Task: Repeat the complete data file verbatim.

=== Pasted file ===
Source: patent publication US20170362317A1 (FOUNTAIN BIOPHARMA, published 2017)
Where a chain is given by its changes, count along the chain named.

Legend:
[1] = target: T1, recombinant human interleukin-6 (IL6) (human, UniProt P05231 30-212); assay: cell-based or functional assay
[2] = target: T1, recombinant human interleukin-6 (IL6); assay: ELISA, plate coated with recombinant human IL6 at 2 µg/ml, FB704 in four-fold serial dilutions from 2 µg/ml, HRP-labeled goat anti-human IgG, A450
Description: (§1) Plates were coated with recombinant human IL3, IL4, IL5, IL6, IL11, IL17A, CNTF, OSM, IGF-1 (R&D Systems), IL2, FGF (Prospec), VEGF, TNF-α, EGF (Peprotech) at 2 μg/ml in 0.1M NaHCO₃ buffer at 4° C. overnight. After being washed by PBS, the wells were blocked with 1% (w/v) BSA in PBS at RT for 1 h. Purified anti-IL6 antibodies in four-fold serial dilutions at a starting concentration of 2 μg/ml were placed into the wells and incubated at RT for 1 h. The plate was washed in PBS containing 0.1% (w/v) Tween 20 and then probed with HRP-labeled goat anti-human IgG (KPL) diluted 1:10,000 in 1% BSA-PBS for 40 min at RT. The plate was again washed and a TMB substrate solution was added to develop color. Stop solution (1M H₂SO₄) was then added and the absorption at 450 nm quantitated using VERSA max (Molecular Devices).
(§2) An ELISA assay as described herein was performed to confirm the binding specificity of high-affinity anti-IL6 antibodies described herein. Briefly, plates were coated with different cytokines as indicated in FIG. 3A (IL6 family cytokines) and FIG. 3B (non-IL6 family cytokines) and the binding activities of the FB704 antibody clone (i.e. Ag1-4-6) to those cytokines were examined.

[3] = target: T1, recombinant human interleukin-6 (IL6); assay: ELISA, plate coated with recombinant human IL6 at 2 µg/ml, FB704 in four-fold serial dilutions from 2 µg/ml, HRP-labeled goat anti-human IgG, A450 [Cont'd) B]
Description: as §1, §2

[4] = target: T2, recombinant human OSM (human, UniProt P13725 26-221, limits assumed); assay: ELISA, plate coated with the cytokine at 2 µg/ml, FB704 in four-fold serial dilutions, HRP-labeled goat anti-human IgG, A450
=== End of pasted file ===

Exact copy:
Source: patent publication US20170362317A1 (FOUNTAIN BIOPHARMA, published 2017)
Where a chain is given by its changes, count along the chain named.

Legend:
[1] = target: T1, recombinant human interleukin-6 (IL6) (human, UniProt P05231 30-212); assay: cell-based or functional assay
[2] = target: T1, recombinant human interleukin-6 (IL6); assay: ELISA, plate coated with recombinant human IL6 at 2 µg/ml, FB704 in four-fold serial dilutions from 2 µg/ml, HRP-labeled goat anti-human IgG, A450
Description: (§1) Plates were coated with recombinant human IL3, IL4, IL5, IL6, IL11, IL17A, CNTF, OSM, IGF-1 (R&D Systems), IL2, FGF (Prospec), VEGF, TNF-α, EGF (Peprotech) at 2 μg/ml in 0.1M NaHCO₃ buffer at 4° C. overnight. After being washed by PBS, the wells were blocked with 1% (w/v) BSA in PBS at RT for 1 h. Purified anti-IL6 antibodies in four-fold serial dilutions at a starting concentration of 2 μg/ml were placed into the wells and incubated at RT for 1 h. The plate was washed in PBS containing 0.1% (w/v) Tween 20 and then probed with HRP-labeled goat anti-human IgG (KPL) diluted 1:10,000 in 1% BSA-PBS for 40 min at RT. The plate was again washed and a TMB substrate solution was added to develop color. Stop solution (1M H₂SO₄) was then added and the absorption at 450 nm quantitated using VERSA max (Molecular Devices).
(§2) An ELISA assay as described herein was performed to confirm the binding specificity of high-affinity anti-IL6 antibodies described herein. Briefly, plates were coated with different cytokines as indicated in FIG. 3A (IL6 family cytokines) and FIG. 3B (non-IL6 family cytokines) and the binding activities of the FB704 antibody clone (i.e. Ag1-4-6) to those cytokines were examined.

[3] = target: T1, recombinant human interleukin-6 (IL6); assay: ELISA, plate coated with recombinant human IL6 at 2 µg/ml, FB704 in four-fold serial dilutions from 2 µg/ml, HRP-labeled goat anti-human IgG, A450 [Cont'd) B]
Description: as §1, §2

[4] = target: T2, recombinant human OSM (human, UniProt P13725 26-221, limits assumed); assay: ELISA, plate coated with the cytokine at 2 µg/ml, FB704 in four-fold serial dilutions, HRP-labeled goat anti-human IgG, A450